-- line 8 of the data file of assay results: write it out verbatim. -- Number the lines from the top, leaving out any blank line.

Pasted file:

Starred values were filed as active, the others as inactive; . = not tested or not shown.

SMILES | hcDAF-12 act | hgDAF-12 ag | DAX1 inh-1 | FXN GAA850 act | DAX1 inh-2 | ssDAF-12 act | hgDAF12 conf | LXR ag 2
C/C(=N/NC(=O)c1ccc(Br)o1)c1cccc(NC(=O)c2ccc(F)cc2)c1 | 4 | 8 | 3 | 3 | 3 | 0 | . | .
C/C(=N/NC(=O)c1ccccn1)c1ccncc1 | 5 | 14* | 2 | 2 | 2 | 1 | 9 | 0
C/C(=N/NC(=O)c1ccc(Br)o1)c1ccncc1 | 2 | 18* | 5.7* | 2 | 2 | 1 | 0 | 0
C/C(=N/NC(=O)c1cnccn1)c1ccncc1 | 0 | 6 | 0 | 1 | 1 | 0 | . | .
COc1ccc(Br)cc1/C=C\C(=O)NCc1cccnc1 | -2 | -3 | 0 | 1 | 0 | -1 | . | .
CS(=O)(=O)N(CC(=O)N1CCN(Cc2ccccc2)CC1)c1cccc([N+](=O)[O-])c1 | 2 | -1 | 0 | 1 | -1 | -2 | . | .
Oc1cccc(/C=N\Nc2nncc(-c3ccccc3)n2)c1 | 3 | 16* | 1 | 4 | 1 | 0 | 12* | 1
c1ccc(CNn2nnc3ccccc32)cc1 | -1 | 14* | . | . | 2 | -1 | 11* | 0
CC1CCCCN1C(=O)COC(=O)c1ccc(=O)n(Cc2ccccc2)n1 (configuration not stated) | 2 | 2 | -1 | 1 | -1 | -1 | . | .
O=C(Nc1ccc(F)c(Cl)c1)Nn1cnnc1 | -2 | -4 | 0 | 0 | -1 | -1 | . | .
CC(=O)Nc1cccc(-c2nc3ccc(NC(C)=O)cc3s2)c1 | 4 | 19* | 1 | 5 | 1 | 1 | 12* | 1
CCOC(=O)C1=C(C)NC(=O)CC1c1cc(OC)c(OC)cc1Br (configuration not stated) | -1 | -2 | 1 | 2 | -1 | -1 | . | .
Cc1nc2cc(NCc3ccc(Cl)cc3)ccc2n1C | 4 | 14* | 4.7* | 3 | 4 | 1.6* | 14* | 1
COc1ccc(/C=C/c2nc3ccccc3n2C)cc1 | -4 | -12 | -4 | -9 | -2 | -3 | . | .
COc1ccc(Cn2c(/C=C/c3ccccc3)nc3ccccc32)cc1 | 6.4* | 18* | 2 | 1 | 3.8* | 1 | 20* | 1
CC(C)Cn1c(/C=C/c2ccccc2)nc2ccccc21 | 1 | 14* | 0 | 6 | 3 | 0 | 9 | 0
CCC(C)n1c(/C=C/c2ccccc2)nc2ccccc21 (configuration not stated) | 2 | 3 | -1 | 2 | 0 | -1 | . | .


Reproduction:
CS(=O)(=O)N(CC(=O)N1CCN(Cc2ccccc2)CC1)c1cccc([N+](=O)[O-])c1 | 2 | -1 | 0 | 1 | -1 | -2 | . | .